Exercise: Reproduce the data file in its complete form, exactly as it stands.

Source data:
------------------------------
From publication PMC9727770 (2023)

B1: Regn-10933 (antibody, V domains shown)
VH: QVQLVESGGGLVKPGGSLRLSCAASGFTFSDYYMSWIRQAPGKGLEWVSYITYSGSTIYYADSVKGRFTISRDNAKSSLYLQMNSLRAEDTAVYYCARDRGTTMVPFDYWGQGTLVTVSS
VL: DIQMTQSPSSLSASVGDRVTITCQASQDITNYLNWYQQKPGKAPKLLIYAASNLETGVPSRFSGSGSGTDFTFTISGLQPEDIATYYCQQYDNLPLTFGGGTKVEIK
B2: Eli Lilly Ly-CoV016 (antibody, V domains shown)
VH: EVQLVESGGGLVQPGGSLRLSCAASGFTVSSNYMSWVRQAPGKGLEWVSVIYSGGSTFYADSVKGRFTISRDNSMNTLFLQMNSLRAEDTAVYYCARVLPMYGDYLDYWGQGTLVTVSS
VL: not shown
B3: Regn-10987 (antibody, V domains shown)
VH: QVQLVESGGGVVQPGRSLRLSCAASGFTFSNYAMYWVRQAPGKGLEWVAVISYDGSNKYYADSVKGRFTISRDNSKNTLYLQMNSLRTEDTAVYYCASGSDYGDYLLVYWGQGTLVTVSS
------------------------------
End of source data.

From publication PMC9727770 (2023)

B1: Regn-10933 (antibody, V domains shown)
VH: QVQLVESGGGLVKPGGSLRLSCAASGFTFSDYYMSWIRQAPGKGLEWVSYITYSGSTIYYADSVKGRFTISRDNAKSSLYLQMNSLRAEDTAVYYCARDRGTTMVPFDYWGQGTLVTVSS
VL: DIQMTQSPSSLSASVGDRVTITCQASQDITNYLNWYQQKPGKAPKLLIYAASNLETGVPSRFSGSGSGTDFTFTISGLQPEDIATYYCQQYDNLPLTFGGGTKVEIK
B2: Eli Lilly Ly-CoV016 (antibody, V domains shown)
VH: EVQLVESGGGLVQPGGSLRLSCAASGFTVSSNYMSWVRQAPGKGLEWVSVIYSGGSTFYADSVKGRFTISRDNSMNTLFLQMNSLRAEDTAVYYCARVLPMYGDYLDYWGQGTLVTVSS
VL: not shown
B3: Regn-10987 (antibody, V domains shown)
VH: QVQLVESGGGVVQPGRSLRLSCAASGFTFSNYAMYWVRQAPGKGLEWVAVISYDGSNKYYADSVKGRFTISRDNSKNTLYLQMNSLRTEDTAVYYCASGSDYGDYLLVYWGQGTLVTVSS